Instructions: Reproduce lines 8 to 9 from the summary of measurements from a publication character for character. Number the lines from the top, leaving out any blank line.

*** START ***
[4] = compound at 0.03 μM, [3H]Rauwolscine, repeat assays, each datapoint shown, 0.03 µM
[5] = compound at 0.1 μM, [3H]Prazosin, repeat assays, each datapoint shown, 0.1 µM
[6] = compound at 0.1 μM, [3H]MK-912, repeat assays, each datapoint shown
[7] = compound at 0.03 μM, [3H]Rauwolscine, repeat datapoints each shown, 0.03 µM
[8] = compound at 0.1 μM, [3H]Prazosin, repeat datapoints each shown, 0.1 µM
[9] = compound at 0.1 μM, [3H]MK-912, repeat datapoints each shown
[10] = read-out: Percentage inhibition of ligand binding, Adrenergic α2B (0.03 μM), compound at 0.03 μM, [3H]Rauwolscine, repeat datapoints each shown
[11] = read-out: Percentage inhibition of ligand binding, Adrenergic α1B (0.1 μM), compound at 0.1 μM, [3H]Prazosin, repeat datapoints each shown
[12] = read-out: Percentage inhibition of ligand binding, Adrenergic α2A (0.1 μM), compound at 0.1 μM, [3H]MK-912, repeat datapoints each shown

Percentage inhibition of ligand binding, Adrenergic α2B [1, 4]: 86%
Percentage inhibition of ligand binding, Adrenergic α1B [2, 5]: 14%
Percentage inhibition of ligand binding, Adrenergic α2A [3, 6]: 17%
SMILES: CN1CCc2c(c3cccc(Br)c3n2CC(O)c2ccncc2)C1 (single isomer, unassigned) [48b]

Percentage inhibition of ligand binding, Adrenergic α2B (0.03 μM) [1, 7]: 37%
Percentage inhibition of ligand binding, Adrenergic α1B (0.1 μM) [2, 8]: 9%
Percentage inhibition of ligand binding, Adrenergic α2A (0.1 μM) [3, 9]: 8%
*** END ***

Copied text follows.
[11] = read-out: Percentage inhibition of ligand binding, Adrenergic α1B (0.1 μM), compound at 0.1 μM, [3H]Prazosin, repeat datapoints each shown
[12] = read-out: Percentage inhibition of ligand binding, Adrenergic α2A (0.1 μM), compound at 0.1 μM, [3H]MK-912, repeat datapoints each shown